Haiveta Babul aka Mrs. No Adventures in Nouvelle Caledonia

By Neko Babul

Haiveta wasted no time in getting to know her fellow womenfolk at the South Pacific Commission community. Her friends taught her French, and took her on a round trip around the island.

On Friday nights, we were treated to free shows of Tahitian, Wallis and Futuna Islands, or Kanaky music and dance. During our stay in Nouméa, Waikiki Tamure was also very popular and the baby Babul’s favourite for doing the Tamure dance moves.

My Australian friend Bob and I did some fishing with the net in surrounding sea. One time, our Solomon Islands friends invited us out to join some local Kanaky friends for a Lap lap. Lap lap is a local dish popular in New Caledonia, and a Vanuatu favourite and national dish. The dish is made as follows;

scrape yams after peeling the skin place chicken pieces in the raw yam cream with coconut cream wrap in banana leaves and tie with copper wire. Place the wrapped mix in earth oven with heated rocks the same way as our PNG mumu. You can follow the same process using bananas and fresh fish.

From time to time we would travel to the centre of Nouméa for shopping and sight seeing. The city had shopping malls, and small stores were mostly owned by the Vietnamese.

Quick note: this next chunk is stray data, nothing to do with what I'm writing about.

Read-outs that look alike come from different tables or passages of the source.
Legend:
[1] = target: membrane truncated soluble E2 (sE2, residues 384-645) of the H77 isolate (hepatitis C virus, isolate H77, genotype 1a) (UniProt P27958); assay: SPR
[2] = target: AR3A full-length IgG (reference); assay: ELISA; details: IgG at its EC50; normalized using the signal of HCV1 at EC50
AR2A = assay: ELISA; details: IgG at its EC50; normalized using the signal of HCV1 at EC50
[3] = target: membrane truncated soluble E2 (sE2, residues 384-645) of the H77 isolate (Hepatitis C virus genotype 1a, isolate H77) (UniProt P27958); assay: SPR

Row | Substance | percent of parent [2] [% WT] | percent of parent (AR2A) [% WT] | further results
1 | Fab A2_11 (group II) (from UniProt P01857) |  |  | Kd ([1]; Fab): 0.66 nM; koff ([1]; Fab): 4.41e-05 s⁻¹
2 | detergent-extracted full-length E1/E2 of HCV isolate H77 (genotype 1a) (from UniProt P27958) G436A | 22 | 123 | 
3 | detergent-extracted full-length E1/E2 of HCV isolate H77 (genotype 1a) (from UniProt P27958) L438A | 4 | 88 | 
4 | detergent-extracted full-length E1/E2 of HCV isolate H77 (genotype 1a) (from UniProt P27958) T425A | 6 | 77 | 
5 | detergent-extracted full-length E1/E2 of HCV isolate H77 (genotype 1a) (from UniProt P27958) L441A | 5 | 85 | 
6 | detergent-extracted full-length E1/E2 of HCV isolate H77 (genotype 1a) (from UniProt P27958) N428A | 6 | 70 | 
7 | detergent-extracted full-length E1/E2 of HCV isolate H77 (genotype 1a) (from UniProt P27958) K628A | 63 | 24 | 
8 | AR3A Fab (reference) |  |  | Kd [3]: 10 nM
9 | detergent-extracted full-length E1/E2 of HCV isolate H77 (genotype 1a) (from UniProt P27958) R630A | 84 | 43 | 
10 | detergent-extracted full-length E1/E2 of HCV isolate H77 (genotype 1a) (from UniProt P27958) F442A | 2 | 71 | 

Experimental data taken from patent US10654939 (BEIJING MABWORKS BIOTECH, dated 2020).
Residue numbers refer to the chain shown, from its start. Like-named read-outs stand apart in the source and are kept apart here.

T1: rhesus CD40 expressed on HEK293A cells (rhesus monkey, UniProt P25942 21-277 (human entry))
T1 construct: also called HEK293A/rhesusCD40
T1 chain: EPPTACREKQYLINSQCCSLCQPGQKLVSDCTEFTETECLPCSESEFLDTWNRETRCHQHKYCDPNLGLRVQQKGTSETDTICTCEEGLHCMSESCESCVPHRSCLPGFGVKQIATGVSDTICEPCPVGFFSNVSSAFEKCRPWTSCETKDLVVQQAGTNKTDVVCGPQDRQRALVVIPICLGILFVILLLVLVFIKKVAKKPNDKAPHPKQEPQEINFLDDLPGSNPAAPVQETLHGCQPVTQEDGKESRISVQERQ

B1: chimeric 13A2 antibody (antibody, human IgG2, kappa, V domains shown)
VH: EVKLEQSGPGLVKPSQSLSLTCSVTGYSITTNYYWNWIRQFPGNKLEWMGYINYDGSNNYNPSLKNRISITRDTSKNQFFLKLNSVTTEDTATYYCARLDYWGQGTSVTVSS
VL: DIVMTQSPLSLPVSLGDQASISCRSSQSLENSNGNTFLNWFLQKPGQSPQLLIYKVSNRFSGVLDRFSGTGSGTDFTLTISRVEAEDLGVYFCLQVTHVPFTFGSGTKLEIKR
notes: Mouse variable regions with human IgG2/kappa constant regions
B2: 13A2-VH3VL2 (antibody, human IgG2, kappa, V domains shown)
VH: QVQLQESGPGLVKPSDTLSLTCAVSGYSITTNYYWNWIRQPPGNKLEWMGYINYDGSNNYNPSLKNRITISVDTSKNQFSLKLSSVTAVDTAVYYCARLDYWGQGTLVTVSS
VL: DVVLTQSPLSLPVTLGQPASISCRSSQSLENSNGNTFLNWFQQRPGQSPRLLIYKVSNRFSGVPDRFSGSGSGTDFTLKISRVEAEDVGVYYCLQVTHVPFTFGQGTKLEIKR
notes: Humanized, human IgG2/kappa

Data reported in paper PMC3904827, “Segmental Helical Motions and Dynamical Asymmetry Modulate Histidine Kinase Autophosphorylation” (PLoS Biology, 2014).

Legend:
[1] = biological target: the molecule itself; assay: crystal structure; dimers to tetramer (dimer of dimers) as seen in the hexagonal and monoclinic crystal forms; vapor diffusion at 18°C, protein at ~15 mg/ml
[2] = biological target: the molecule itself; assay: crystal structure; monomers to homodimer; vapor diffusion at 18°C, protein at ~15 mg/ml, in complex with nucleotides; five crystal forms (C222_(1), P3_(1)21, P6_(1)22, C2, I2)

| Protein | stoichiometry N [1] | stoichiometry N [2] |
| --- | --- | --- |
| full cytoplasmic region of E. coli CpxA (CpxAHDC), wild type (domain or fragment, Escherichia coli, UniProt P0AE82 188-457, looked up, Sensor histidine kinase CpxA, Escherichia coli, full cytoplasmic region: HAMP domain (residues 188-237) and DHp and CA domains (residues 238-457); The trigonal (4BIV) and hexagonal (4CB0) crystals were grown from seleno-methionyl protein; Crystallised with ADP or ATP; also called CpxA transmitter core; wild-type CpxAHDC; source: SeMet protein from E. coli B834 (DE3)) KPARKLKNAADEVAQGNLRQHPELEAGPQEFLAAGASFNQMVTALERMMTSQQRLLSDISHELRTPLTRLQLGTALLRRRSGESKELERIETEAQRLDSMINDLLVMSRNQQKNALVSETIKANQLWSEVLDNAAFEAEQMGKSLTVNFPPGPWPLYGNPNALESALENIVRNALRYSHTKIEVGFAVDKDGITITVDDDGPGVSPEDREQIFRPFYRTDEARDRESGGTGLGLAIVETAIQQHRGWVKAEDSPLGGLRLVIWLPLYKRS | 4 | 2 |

New Caledonia is still one of France’s overseas territories so you will find people other French territories and countries which were under French rule.

Overseas tourists were mainly Japanese young people who come in for honeymoon in the pristine beaches of the territory. Our stay was interrupted when we received news of one of Haiveta’s brothers, Sarufa was electrocuted playing and electric guitar and he died. The electrocution happened at a neighbor’s house next door to their home in Waigani.

Haiveta quickly packed our belongings and together with baby John Maiva and Grace flew back home via Brisbane to Port Moresby in November. I followed later in December when the attachment was officially over and I flew back via Sydney to Port Moresby. 1981 ended well, except for the unfortunate death in the family. The story continues into 1982;

Published by Ples Singsing

Ples Singsing is envisioned to be a new platform for Papua Niuginian expressions of creativity, ingenuity and originality in art and culture. We deliberately highlight these two very broad themes as they can encompass the diverse subjects, from technology, medicine and architecture to linguistics, music, fishing, gardening et cetera. Papua Niuginian ways of thinking, living, believing, communicating, dying and so on can cover the gamut of academic, journalistic or opinionated writing and we believe that unless we give ourselves a platform to talk about and discuss these things in an open, free and non-exclusively academic space that they may remain the fodder for academics, journalists and other types of writers alone. New social media platforms have given every individual a personal space to share their feelings and ideas openly, sometimes without immediate censure. The Ples Singsing writer’s blog would like to provide another more structured platform for Papua Niuginian expressions in written, visual and audio formats while also providing some regulation of the type and content of materials to be shared publicly.

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